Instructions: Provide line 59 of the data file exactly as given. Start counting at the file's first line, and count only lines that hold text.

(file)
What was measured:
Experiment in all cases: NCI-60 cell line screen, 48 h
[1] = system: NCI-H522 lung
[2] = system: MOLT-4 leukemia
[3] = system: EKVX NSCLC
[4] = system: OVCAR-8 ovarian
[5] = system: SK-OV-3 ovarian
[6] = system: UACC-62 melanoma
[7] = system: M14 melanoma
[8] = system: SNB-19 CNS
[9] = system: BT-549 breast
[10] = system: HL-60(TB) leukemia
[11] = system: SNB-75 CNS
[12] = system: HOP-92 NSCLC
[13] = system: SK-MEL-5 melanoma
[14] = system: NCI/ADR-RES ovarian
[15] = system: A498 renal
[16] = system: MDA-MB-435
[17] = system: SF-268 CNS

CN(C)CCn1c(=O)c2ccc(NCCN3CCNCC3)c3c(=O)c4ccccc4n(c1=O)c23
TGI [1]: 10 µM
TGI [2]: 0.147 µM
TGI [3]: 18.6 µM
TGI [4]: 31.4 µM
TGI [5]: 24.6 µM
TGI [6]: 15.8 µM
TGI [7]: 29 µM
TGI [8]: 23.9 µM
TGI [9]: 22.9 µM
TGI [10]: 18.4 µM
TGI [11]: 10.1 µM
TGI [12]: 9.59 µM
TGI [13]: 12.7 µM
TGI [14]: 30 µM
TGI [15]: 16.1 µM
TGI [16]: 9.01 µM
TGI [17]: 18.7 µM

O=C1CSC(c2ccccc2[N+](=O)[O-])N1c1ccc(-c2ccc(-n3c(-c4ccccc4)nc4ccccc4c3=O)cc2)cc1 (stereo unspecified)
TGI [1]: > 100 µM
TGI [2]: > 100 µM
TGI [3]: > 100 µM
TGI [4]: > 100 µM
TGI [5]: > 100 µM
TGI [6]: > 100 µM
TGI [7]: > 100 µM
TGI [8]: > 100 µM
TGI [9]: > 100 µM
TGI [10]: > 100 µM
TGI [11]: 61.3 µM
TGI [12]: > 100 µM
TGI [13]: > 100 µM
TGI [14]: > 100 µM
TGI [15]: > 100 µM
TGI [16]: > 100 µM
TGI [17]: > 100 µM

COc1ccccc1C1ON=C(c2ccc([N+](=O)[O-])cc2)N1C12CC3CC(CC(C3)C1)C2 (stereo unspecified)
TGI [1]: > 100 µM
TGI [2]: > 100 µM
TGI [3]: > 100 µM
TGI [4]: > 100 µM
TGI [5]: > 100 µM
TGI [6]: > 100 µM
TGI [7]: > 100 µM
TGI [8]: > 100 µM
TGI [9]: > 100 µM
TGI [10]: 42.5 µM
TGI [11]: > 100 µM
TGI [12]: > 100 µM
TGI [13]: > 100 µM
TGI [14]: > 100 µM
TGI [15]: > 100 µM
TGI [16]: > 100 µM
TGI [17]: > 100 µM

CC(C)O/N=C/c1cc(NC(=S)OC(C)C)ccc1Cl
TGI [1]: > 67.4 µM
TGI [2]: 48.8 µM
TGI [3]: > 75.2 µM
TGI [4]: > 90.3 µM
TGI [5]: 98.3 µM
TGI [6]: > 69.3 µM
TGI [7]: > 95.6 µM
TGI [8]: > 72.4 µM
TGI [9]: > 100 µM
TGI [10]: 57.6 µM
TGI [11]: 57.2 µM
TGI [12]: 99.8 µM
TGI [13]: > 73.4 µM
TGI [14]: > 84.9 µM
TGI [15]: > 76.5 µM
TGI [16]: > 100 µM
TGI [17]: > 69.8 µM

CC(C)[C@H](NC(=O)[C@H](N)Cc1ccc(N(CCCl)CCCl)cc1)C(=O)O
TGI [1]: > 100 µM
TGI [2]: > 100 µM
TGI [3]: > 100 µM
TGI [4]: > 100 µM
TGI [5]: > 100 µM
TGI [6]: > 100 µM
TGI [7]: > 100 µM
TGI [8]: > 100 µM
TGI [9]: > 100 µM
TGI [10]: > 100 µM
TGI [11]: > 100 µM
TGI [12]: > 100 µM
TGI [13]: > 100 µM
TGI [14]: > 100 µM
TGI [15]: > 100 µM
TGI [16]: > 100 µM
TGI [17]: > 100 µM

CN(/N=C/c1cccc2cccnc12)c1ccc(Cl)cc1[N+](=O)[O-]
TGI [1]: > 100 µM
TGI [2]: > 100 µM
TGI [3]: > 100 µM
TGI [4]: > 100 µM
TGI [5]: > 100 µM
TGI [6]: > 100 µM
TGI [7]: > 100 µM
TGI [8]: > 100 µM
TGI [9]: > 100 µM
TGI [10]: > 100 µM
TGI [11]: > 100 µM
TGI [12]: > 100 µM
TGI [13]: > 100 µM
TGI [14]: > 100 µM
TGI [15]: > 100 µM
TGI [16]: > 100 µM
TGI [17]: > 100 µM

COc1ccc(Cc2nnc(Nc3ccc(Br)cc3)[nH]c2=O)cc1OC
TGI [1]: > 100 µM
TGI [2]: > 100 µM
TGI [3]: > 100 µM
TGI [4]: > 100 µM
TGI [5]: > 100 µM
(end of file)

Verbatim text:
TGI [3]: > 100 µM